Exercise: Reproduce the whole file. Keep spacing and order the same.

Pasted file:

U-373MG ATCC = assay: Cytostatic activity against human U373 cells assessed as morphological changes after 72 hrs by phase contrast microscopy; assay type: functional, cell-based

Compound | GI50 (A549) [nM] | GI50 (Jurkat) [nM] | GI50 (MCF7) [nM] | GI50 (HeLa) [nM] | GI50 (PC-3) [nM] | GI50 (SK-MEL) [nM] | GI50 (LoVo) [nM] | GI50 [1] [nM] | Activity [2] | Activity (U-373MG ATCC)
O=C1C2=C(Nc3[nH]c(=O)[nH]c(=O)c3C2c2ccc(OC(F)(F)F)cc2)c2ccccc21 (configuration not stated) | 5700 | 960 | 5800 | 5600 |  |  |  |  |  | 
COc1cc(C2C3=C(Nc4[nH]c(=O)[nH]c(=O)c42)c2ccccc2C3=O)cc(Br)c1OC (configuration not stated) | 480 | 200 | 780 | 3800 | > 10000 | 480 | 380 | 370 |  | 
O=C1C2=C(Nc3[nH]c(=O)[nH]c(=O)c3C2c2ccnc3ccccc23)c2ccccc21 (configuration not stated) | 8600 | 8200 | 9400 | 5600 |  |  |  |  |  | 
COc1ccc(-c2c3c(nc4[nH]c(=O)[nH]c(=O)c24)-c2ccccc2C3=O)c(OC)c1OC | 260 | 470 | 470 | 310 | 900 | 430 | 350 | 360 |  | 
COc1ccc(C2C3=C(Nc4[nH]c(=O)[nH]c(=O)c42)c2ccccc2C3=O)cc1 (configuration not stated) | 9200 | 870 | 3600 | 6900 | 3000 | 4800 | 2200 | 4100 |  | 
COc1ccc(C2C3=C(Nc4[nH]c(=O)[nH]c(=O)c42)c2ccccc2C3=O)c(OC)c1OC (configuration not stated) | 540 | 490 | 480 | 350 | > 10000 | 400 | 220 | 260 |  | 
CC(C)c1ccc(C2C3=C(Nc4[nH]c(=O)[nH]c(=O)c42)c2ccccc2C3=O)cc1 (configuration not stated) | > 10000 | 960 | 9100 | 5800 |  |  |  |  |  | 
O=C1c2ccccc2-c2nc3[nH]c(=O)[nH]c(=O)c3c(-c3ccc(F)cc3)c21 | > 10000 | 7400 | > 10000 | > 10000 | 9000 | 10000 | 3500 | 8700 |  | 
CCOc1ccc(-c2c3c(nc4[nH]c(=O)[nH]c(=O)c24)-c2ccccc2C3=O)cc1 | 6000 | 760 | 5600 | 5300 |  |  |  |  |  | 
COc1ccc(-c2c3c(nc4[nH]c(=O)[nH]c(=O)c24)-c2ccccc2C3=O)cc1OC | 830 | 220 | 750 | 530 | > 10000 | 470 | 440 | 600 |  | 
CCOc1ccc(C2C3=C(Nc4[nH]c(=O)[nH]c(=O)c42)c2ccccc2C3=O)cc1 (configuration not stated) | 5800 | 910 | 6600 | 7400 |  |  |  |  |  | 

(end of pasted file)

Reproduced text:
U-373MG ATCC = assay: Cytostatic activity against human U373 cells assessed as morphological changes after 72 hrs by phase contrast microscopy; assay type: functional, cell-based

Compound | GI50 (A549) [nM] | GI50 (Jurkat) [nM] | GI50 (MCF7) [nM] | GI50 (HeLa) [nM] | GI50 (PC-3) [nM] | GI50 (SK-MEL) [nM] | GI50 (LoVo) [nM] | GI50 [1] [nM] | Activity [2] | Activity (U-373MG ATCC)
O=C1C2=C(Nc3[nH]c(=O)[nH]c(=O)c3C2c2ccc(OC(F)(F)F)cc2)c2ccccc21 (configuration not stated) | 5700 | 960 | 5800 | 5600 |  |  |  |  |  | 
COc1cc(C2C3=C(Nc4[nH]c(=O)[nH]c(=O)c42)c2ccccc2C3=O)cc(Br)c1OC (configuration not stated) | 480 | 200 | 780 | 3800 | > 10000 | 480 | 380 | 370 |  | 
O=C1C2=C(Nc3[nH]c(=O)[nH]c(=O)c3C2c2ccnc3ccccc23)c2ccccc21 (configuration not stated) | 8600 | 8200 | 9400 | 5600 |  |  |  |  |  | 
COc1ccc(-c2c3c(nc4[nH]c(=O)[nH]c(=O)c24)-c2ccccc2C3=O)c(OC)c1OC | 260 | 470 | 470 | 310 | 900 | 430 | 350 | 360 |  | 
COc1ccc(C2C3=C(Nc4[nH]c(=O)[nH]c(=O)c42)c2ccccc2C3=O)cc1 (configuration not stated) | 9200 | 870 | 3600 | 6900 | 3000 | 4800 | 2200 | 4100 |  | 
COc1ccc(C2C3=C(Nc4[nH]c(=O)[nH]c(=O)c42)c2ccccc2C3=O)c(OC)c1OC (configuration not stated) | 540 | 490 | 480 | 350 | > 10000 | 400 | 220 | 260 |  | 
CC(C)c1ccc(C2C3=C(Nc4[nH]c(=O)[nH]c(=O)c42)c2ccccc2C3=O)cc1 (configuration not stated) | > 10000 | 960 | 9100 | 5800 |  |  |  |  |  | 
O=C1c2ccccc2-c2nc3[nH]c(=O)[nH]c(=O)c3c(-c3ccc(F)cc3)c21 | > 10000 | 7400 | > 10000 | > 10000 | 9000 | 10000 | 3500 | 8700 |  | 
CCOc1ccc(-c2c3c(nc4[nH]c(=O)[nH]c(=O)c24)-c2ccccc2C3=O)cc1 | 6000 | 760 | 5600 | 5300 |  |  |  |  |  | 
COc1ccc(-c2c3c(nc4[nH]c(=O)[nH]c(=O)c24)-c2ccccc2C3=O)cc1OC | 830 | 220 | 750 | 530 | > 10000 | 470 | 440 | 600 |  | 
CCOc1ccc(C2C3=C(Nc4[nH]c(=O)[nH]c(=O)c42)c2ccccc2C3=O)cc1 (configuration not stated) | 5800 | 910 | 6600 | 7400 |  |  |  |  |  | 